If you’re looking to start a new business, one of the first things you’ll need to do is form an LLC. Whether you’re just starting out or looking to expand your business, this type of business structure can help protect your personal assets and allow you to run your business more effectively.
Articles of Organization
The Articles of Organization are one of the most important documents you’ll file when forming an LLC. They lay out the company’s structure and provide government officials with information they need to assess your business.
You’ll need to capture all of your business’s basic information in the articles, including its name, address, registered agent’s information, and its purpose. You should also include the duration or time period over which you’ll operate your LLC.
Once you’ve completed and submitted your articles, the Secretary of State will review them to determine if they’re valid. If they’re rejected, you can fix them by filing an amendment.
You can submit your LLC’s Articles of Organization online, in person, by mail or fax. Regardless of how you file, make sure you fill out your forms correctly. Otherwise, the state may reject your LLC’s formation documents.
The filing process for a Florida LLC can take a few weeks, depending on whether you file online or by mail. You can also speed up the process by paying a $100 fee for expedited processing.
You must pay the filing fees to the state before you can submit your Articles of Organization for approval. These fees vary by state, but you can save money by using an LLC formation service that knows the nuances of each state and can complete these tasks quickly and painlessly.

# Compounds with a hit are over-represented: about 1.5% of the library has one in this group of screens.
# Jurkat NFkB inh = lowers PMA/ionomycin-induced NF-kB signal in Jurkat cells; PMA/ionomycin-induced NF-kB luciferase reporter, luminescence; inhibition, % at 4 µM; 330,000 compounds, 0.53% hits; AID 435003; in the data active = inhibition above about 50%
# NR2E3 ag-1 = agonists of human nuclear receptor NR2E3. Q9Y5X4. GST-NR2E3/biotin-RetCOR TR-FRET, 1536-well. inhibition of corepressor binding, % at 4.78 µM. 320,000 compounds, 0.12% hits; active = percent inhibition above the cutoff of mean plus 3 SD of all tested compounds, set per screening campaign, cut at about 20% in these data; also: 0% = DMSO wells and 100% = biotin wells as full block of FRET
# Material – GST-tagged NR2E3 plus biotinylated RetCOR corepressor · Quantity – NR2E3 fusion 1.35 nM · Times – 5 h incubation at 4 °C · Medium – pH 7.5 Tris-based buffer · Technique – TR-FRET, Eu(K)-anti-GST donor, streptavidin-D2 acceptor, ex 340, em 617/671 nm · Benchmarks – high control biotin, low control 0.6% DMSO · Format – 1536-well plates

Once your LLC is formed, you’ll need to choose a registered agent for your company. A registered agent is responsible for receiving legal documents and state notices on behalf of your LLC.
You can appoint your own registered agent or use a professional registered agent service that charges between $100 and $300 per year. A registered agent service can save you time and money, as well as provide important business services that will keep your company compliant.
Once your LLC has been officially formed, you will need to designate a registered agent. This individual or entity will receive any service of process, legal notices, tax forms, official government correspondence and lawsuits on your behalf.
Ideally, you or another member of your business should serve as the registered agent. Alternatively, you can also appoint a company to act as your agent.
Florida requires all business entities to name a registered agent and have an address in the state. This address must be a physical location and not just a post office box.
Besides being a legal requirement, having an active registered agent keeps you in good standing with the state and helps to ensure that your company stays compliant. Additionally, having a registered agent provider helps you expand into other states more easily because their address is listed with the state and not yours.
The Operating Agreement is one of the most important documents to have in place for an LLC. It outlines the structure of your company, how it will be managed and how members will vote on important issues.
The operating agreement is also useful in laying out the initial tax status of your business. It can outline your business’s initial tax classification, which determines the way profits are taxed and whether you’ll file as a C-corporation or an S-corporation.
An LLC operating agreement can also address how owners will be able to transfer their interests in the company to other members, and what happens when a member dies or decides to sell his or her interest.
While Florida does not require LLCs to have an operating agreement, it is highly recommended that you create one. This can protect you from personal liability and prevent disputes among your partners. It can also provide you with something to refer back to if an issue arises.